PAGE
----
A Window into Life in the Suburbs

"Consider how the lilies grow. They do not labor or spin. Yet I tell you, not even Solomon in all his splendor was dressed like one of these." Luke 12:27 (NIV)

Monday, March 14, 2011

Mixed Numbers

Last week 9 year old informed me that she was "the most improved students in her class".
Oh yeah... I thought to myself sceptically... But I settled for a neutral, "Really?" instead.
"It's true. My teacher said so... She said I was one of the most improved students in class." (Okay... one of the most... that had a ring of truth to it)
Must be all the maths we've been doing at home... I thought. So I decided to tease this out a bit. "So do you parents get any credit for this improvement."
"I give you 90% of the credit." was the rather too quick response.

Maths isn't her strongest point and that's probably true of a lot of kids. But the beauty of Maths is that they can be trained into it. Not in the same league as Pythogoras or Pascal, mind you, but enough to get through school and into some kind of gainful occupation after that.

Like it or not, some kids do need pushing. Some can get by with a nudge and others probably need something akin to kick in the rear end. But the main issue with maths is that the foundations need to be laid properly, otherwise it's an uphill battle.

In reality there is no lack of resources. Educational software, free websites with activities, dead tree editions of practice books, games, flash cards.We're presently using a number of books from the Kumon* series which I tumbled onto from the Book Depository website. Imagine my surprise when I discovered that the organization publishes practice books from kindergarten upwards. And here was I thinking that they were just a tutoring school.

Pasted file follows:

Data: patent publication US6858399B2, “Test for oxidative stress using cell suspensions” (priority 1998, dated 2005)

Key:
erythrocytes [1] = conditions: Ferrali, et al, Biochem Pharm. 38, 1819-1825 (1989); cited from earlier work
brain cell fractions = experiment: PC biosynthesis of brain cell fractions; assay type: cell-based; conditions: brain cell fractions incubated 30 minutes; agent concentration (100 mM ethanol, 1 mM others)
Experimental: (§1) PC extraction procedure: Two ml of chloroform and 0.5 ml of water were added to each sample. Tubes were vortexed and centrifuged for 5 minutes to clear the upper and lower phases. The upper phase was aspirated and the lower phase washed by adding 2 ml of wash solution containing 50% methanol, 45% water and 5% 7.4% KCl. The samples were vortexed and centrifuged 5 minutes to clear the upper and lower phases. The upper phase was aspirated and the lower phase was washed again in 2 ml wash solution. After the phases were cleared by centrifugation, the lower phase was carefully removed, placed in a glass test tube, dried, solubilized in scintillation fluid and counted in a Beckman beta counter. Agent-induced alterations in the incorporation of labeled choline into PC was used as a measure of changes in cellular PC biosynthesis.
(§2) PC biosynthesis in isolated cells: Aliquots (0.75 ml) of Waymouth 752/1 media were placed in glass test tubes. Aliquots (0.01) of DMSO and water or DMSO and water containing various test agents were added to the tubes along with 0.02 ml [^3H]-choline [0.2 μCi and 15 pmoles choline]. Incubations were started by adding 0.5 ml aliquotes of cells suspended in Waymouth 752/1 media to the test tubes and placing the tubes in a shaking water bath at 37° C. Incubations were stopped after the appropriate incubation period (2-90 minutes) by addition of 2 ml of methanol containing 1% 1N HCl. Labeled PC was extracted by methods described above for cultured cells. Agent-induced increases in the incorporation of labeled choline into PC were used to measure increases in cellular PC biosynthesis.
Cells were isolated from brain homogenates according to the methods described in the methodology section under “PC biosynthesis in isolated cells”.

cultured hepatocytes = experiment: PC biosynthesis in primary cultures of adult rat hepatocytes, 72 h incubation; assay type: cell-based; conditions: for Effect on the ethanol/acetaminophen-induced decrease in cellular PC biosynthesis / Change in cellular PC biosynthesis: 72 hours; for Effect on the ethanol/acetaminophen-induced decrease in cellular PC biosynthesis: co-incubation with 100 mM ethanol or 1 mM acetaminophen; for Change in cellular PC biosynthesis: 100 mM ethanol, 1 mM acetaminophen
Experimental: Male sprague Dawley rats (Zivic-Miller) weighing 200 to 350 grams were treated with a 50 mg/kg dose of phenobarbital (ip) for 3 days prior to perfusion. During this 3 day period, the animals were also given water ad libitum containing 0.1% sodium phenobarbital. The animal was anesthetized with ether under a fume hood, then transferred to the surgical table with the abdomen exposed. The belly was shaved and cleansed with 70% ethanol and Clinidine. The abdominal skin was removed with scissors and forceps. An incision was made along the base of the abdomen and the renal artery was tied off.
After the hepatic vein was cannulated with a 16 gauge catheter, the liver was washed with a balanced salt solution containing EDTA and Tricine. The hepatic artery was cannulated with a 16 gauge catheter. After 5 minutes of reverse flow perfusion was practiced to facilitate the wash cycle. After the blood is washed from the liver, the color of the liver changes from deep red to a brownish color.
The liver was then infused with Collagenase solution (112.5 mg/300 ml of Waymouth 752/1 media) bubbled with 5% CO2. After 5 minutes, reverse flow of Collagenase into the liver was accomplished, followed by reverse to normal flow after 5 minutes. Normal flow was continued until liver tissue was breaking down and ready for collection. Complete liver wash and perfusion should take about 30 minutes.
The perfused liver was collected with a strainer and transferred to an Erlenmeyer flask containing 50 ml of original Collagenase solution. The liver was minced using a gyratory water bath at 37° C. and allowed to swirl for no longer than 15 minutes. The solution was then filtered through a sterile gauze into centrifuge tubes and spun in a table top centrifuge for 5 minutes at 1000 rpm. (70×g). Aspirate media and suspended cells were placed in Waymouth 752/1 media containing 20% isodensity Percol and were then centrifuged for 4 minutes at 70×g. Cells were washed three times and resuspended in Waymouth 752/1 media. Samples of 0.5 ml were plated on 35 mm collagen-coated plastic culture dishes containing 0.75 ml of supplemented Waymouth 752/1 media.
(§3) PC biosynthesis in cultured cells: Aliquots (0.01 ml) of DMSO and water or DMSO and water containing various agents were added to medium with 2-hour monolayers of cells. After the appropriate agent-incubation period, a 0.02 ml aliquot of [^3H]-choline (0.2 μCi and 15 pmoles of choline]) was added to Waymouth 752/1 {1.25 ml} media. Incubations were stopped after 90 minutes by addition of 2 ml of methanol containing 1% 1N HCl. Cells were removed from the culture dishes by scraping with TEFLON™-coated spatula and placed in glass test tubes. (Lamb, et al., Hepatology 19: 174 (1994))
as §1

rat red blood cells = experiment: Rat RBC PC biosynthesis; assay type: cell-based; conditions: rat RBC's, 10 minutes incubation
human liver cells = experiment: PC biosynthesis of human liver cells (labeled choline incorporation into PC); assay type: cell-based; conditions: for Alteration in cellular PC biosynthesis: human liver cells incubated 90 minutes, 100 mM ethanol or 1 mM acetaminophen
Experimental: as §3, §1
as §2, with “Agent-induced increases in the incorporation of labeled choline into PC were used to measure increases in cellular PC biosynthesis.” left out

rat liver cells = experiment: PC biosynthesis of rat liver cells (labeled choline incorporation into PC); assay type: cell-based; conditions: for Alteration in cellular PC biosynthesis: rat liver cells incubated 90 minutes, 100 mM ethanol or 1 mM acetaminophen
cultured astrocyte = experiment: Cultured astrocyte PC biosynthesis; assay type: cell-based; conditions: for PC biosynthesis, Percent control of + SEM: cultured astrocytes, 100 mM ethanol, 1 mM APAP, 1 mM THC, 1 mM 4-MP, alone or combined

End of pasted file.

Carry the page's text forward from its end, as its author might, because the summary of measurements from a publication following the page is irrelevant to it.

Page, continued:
The main thing I like about the Kumon books is how fairly mundane the activities are. It seems to be about repetition and drilling... as well as building on fundamentals. Pages and pages of sums to be worked through in monotonous, unimaginative fashion. Just the way I learnt maths thirty plus years ago.
True to form, 9 year old resisted the extra work at first but persistence has paid off. The penny has finally dropped for her to the point she's at least got the basics and is gaining more confidence about the harder stuff.
For us, we can see where she's at and can direct our energies more purposefully. I also use a couple of books from the Excel series which used to be sold at Angus and Robertson bookstores.

Our school has bought into the Mathletics programme and that has a competitive aspect to it which the children like. 9 year old likes it but she's not willing to go beyond what's easy or doable. Unfortunately, she doesn't believe in challenging herself.

From our experience, it's become obvious that parents really need to take charge of their children's education, whether we homeschool them or not. It's not enough to leave matters entirely to the school because it can't give your child(ren) the extra attention that they need.

*N.B. These Kumon books are published in the United States so they may contain imperial measurements depending on the book's content.

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